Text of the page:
Researchers have developed a wearable ring technology that enables its user to write letters and numbers using thumb gestures.
Researchers from the Georgia Institute of Technology have created a wearable ring technology, called Fingersound, that allows letters and numbers drawn on human fingers appear on a computer screen.
Through the years, scientists have dedicated their time and effort to develop a system that can be controlled by only using human gestures. A machine that would learn to read and translate our movements into executable instructions. While the concept holds substantial applications, especially in the fields of augmented reality and virtual reality, researchers are still miles away from perfecting the said gesture-based technology.Researchers created a #wearable ring #technology that reads thumb gestures!Click To Tweet
So, what makes this newly developed tech different?
The system created by the Georgia Tech researchers is actually being triggered by a ring that is equipped with a tiny microphone and gyroscope. The user doesn’t have to move an entire hand for the ring to recognize the letters and numbers. All the person has to do is to strum his hand across his fingers for the hardware to detect the movement.
Ever heard about the Scroll? It’s a ring device developed by a graduate student in London which enables him to use hand gestures to interact with augmented reality. The concept is pretty much the same. If you want to know more about Scroll, you may read here.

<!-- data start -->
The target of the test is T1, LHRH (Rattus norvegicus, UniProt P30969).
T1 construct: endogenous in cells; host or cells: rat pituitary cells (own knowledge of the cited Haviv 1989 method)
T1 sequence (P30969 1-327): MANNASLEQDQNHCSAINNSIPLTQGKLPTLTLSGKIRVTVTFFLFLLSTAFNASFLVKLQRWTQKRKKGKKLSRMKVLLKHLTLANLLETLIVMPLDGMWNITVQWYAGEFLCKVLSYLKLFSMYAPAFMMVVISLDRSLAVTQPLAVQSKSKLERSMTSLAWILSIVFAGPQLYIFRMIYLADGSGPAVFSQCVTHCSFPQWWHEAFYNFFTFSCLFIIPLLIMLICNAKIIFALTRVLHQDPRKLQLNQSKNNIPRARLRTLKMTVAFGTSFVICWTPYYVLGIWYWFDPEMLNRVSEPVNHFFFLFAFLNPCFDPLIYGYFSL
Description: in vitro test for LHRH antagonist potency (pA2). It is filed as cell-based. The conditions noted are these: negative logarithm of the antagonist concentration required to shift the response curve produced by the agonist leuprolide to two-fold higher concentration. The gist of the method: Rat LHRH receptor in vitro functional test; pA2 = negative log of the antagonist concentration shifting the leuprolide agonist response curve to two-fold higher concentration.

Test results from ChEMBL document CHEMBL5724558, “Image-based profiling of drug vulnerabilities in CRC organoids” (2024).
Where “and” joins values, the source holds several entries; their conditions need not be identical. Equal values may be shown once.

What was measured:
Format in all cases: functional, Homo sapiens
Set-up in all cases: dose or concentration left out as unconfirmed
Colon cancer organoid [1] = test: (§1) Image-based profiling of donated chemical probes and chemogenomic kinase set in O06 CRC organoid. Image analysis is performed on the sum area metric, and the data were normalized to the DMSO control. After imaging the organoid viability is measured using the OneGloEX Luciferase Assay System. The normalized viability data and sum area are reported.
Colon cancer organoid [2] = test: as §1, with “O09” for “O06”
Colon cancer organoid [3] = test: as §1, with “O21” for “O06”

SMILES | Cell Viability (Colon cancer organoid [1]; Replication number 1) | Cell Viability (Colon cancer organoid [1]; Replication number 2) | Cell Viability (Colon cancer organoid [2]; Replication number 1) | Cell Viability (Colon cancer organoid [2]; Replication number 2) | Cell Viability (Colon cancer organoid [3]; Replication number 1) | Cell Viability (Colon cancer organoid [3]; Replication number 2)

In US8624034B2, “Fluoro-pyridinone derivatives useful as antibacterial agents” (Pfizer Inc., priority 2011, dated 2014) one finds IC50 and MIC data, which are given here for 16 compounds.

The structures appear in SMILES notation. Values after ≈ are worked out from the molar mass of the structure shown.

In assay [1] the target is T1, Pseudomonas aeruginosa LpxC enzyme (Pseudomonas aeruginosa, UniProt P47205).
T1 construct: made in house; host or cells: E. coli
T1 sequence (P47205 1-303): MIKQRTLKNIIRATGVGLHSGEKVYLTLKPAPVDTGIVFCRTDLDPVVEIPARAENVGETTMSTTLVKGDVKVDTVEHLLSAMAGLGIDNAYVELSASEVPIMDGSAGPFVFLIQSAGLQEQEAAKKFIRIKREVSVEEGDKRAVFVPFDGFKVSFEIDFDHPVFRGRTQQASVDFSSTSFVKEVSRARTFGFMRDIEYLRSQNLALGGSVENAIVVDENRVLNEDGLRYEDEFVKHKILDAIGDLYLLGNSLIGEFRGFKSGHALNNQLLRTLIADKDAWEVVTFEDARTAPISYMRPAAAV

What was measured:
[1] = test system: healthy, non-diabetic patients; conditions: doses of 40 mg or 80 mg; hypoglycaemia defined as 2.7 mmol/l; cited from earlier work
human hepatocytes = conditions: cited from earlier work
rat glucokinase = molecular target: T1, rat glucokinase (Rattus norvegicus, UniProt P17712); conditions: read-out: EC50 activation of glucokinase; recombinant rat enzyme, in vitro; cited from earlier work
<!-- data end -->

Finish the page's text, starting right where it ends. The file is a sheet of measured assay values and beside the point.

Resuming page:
Fingersound and Wearable Ring Technology
In a video demonstration released by the researchers, the figures ‘written’ using the wearable ring technology appears on a screen nearby. The researchers said that their technology could be used someday to send messages and phone calls without the need to interact with the mobile device itself physically.
Thad Starner, the Georgia Tech School of Interactive Computing professor leading the project, explained:
“When a person grabs their phone during a meeting, even if trying to silence it, the gesture can infringe on the conversation or be distracting. But if they can simply send the call to voicemail, perhaps by writing an ‘x’ on their hand below the table, there isn’t an interruption.”
The ring actually works by listening to the distinct sound of a thumb running across the fingers through its microphone and gyroscope. A user can activate it by sweeping the thumb down across the fingers and by tracing predetermined or custom characters like lines, letters, and numbers to input data or give instruction.
“Our system uses sound and movement to identify intended gestures, which improves the accuracy compared to a system just looking for movements,” Cheng Zhang, the Georgia Tech graduate student who created the technology, explained. “For instance, to a gyroscope, random finger movements during walking may look very similar to the thumb gestures. But based on our investigation, the sounds caused by these daily activities are quite different from each other.”
The wearable ring technology was presented by Zhang and his team at the 21st International Symposium on Wearable Computers in Hawaii last September. Both Zhang and Starner believe that Fingersound could also be used in virtual reality, eliminating the need for a user to remove his VR headgear just to input commands using a mouse or keyboard.
“A ring augments the fingers in a way that is fairly non-obstructive during daily activities. A ring is also socially acceptable, unlike other wearable input devices,” Zhang said.